So there it is – my top ten list, along with everyone else's. Now please, Mr. President or Ms. Borg Queen, can I pretty please go back to my book and not be assimilated?

Weekend Read: Sword Song by Bernard Cornwell

March 4, 2011

Tags: weekend read, sword song, bernard cornwell

If you like your historical fiction filled with blood, battles, and alpha males, then Bernard Cornwell is for you. His list of 40+ books covers stories as diverse as King Arthur, the American Civil War, the building of Stonehenge, and Napoleon’s attempts to push Wellington out of Spain, but his current series is called the Saxon Stories: five books to date about King Alfred’s struggle to save a little country called England from the Vikings, and Alfred’s chief warrior whose exploits on the battlefield ensure that Alfred will someday be called “the Great.”

It’s an unconventional partnership to say the least. King Alfred is humorless, tidy-minded, and a fervent believer in Christianity; the strapping hero Uhtred is noisy, aggressive, and a fervent believer in Thor. The two regard each other with exasperation, mystification, and sometimes downright loathing, but the King needs Uhtred if he is ever to push the Vikings out of England, and Uhtred keeps fighting for him although his own sympathies often lie with his Viking friends. Sword Song is the fourth installment in Uhtred’s adventures, and things are looking up for him. He’s no longer chained to an oar as he was through much of the previous book (don’t ask), and he’s settled down happily with a wife he adores and a never-ending supply of battles to fight. Trouble comes in the form of Alfred’s daughter Aethelflaed, a teenage princess who has long been a pet of Uhtred’s. Now grown into an appealingly steely girl (the scene where she blackmails an oath of loyalty out of Uhtred is priceless), Aethelflaed is newly and unhappily married to an idiot who promptly manages to get her kidnapped by Vikings. Uhtred’s job, like any hero’s, is to rescue the princess. But what if the princess doesn’t want to be rescued?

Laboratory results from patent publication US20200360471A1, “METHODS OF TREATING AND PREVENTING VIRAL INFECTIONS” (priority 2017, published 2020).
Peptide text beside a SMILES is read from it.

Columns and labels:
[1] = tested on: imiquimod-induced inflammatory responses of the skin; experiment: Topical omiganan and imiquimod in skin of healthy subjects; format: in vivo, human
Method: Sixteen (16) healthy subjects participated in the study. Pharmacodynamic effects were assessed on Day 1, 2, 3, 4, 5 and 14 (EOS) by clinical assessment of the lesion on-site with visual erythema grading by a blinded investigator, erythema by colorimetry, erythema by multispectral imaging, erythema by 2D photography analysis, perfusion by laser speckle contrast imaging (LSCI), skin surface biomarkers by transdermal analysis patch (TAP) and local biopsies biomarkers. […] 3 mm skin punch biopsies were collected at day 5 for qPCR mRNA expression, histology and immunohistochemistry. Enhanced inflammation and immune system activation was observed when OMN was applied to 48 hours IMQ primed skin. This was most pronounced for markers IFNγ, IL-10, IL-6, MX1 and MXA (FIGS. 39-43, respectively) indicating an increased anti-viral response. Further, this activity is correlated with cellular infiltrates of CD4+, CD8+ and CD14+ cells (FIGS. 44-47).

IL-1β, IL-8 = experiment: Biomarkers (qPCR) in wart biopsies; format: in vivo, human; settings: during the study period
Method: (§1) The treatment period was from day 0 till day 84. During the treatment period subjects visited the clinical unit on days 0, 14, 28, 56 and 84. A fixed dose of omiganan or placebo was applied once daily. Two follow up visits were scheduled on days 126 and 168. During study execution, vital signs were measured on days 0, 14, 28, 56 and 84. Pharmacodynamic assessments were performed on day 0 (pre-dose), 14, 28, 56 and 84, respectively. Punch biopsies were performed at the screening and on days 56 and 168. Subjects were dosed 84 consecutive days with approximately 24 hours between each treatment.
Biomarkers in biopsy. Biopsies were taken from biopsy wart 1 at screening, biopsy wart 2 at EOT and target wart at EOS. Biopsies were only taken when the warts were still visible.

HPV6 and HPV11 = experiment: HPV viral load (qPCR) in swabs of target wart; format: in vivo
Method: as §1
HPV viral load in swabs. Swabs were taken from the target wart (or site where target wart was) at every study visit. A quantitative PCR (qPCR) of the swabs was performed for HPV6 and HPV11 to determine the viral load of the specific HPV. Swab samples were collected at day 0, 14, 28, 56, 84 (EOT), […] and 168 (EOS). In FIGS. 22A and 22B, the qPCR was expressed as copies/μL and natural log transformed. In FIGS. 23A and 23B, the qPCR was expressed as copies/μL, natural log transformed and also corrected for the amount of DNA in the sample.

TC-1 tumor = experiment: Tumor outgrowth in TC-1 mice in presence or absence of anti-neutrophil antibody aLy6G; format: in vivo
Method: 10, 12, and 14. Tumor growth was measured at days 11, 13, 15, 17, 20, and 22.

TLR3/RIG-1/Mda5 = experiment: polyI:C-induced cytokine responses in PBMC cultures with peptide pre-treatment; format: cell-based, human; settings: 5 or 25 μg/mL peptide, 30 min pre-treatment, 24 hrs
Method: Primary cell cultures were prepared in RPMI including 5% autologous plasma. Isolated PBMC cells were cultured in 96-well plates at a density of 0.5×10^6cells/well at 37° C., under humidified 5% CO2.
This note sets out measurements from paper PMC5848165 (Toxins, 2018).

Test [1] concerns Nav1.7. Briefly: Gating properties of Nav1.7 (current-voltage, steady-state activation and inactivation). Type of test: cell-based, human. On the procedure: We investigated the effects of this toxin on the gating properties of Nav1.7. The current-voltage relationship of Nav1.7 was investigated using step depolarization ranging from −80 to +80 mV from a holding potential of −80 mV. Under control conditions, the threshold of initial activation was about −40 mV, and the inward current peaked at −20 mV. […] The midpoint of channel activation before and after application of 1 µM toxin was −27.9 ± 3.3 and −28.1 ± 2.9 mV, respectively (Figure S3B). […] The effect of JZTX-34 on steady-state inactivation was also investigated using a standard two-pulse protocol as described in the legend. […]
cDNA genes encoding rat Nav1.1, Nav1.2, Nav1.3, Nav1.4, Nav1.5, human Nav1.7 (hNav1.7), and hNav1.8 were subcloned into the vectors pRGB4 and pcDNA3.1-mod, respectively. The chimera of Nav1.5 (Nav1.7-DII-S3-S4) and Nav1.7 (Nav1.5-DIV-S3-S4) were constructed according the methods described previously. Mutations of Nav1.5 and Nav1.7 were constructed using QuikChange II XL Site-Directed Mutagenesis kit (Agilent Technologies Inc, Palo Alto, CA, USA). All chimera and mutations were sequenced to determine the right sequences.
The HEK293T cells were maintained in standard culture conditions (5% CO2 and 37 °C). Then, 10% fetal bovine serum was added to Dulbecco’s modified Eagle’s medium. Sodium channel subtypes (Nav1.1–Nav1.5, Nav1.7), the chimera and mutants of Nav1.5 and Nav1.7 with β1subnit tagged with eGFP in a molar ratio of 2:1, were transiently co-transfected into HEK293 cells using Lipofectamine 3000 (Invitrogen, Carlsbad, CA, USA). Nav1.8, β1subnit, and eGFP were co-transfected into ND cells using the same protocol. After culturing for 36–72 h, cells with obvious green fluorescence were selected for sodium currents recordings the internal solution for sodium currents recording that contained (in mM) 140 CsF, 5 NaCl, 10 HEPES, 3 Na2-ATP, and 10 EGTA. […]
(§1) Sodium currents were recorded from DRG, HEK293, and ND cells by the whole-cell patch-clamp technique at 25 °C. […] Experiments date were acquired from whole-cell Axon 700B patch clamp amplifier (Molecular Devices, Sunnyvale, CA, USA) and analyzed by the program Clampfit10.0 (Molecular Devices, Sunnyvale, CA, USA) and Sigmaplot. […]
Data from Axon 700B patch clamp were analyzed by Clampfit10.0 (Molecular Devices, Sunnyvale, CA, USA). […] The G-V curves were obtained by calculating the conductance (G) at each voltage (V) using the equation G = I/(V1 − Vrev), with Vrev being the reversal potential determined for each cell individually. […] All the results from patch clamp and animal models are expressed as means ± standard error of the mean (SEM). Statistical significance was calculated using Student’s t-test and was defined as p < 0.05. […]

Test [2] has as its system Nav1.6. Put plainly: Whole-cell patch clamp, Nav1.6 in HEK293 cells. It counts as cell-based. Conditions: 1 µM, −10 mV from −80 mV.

Uhtred gets better and better: confident, aggressive, humorous, vital. Alfred is a pious little prat in comparison, and Aethelflaed despite her impossible name is a girl with a bent for adventure whom even Uhtred can’t push around. Start at the beginning of this marvelous Saxon Stories for the full adventure, and give yourself far more than a weekend’s worth of reading.

Teaser Tuesday

March 1, 2011

Tags: teaser tuesday, bernard cornwell, sword song

The priest had come to me in the summer, half grinning, and pointed out that the dues we collected from the merchants who used the river were unpredictable, which meant that King Alfred could never estimate whether we were keeping proper accounts. He waited for my approval and got a thump about his tonsured skull instead. I sent him to Alfred under guard with a letter describing his dishonesty, and then I stole the dues myself. The priest had been a fool. You never, ever, tell others of your crimes, not unless they are so big as to be incapable of concealment, and then you describe them as policy or statecraft.

-- From Sword Song by Bernard Cornwell. What do you get when a Christian-born Saxon boy is raised by pagan Vikings instead? Uhtred of Bebbanburg, hero of Bernard Cornwell's Saxon Series. Read my review of Sword Song this Friday.